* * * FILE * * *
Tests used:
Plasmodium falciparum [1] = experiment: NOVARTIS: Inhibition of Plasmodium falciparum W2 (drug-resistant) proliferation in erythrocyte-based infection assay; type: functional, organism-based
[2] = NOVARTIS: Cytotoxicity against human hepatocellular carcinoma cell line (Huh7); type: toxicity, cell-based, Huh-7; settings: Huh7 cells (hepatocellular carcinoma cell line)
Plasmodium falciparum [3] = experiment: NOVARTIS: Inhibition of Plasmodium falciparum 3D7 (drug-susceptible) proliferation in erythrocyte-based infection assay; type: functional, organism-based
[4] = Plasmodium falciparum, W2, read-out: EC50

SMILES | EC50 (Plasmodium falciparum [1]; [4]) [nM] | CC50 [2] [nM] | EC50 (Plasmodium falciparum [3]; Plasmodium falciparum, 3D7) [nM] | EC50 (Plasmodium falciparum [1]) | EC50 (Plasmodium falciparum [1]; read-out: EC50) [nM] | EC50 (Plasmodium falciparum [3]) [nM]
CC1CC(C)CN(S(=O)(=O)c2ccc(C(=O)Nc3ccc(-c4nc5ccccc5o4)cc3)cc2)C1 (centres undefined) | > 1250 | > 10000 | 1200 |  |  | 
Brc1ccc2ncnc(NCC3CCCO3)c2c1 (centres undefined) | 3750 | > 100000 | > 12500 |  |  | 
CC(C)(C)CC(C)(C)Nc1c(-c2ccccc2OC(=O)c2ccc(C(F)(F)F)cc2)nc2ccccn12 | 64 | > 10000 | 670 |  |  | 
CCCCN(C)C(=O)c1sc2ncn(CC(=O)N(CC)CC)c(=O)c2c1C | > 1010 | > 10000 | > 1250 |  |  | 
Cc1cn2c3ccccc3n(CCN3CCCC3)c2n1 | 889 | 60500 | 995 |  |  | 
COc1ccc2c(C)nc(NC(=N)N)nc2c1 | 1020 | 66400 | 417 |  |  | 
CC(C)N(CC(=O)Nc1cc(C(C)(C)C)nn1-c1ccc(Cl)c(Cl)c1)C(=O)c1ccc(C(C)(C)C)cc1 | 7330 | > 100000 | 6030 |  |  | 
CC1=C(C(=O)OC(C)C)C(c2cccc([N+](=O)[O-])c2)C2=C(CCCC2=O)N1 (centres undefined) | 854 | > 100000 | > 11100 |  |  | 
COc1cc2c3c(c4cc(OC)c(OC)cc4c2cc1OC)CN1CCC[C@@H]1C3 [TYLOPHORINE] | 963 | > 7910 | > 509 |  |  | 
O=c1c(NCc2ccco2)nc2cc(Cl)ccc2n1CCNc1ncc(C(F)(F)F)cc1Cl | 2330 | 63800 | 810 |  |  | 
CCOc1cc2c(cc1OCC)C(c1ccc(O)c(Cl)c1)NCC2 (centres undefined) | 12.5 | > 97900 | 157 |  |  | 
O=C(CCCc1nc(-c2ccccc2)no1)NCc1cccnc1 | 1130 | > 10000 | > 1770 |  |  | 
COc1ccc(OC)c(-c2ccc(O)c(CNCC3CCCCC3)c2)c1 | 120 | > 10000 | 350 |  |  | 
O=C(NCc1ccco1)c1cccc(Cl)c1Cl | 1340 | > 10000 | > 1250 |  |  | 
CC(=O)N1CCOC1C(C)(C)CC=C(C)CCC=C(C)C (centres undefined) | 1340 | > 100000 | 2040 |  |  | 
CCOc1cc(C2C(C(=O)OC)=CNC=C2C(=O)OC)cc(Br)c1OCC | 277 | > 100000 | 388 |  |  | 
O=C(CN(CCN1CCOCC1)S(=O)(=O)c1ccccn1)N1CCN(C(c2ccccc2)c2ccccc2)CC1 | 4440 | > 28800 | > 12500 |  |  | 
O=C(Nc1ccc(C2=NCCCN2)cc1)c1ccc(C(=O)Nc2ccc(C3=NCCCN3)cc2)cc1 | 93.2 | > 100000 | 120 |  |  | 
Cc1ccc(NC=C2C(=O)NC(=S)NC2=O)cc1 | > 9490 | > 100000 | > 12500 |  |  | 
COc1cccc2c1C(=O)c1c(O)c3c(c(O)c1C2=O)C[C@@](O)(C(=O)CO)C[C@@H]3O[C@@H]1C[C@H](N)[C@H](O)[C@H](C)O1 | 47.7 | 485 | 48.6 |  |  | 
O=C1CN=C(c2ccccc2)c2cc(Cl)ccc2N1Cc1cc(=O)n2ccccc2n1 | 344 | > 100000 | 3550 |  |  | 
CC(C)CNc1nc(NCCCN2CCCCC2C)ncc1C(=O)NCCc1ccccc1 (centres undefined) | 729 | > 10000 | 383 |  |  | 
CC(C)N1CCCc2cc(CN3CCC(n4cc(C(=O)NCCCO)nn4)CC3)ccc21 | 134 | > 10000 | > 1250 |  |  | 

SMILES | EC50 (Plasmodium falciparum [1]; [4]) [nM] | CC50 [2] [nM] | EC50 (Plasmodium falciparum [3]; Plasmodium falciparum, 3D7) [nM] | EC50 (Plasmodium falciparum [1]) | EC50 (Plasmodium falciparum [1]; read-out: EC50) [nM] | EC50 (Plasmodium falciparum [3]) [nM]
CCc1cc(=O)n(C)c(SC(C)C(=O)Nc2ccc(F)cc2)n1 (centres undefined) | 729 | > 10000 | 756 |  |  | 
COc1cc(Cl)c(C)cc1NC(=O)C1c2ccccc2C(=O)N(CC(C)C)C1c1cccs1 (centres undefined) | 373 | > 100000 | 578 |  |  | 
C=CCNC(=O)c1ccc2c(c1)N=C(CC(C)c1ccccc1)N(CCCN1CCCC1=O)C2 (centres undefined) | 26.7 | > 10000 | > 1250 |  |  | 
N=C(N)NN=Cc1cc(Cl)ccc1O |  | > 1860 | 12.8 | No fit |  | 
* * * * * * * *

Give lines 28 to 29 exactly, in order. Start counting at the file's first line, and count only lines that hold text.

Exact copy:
CC(C)CNc1nc(NCCCN2CCCCC2C)ncc1C(=O)NCCc1ccccc1 (centres undefined) | 729 | > 10000 | 383 |  |  | 
CC(C)N1CCCc2cc(CN3CCC(n4cc(C(=O)NCCCO)nn4)CC3)ccc21 | 134 | > 10000 | > 1250 |  |  | 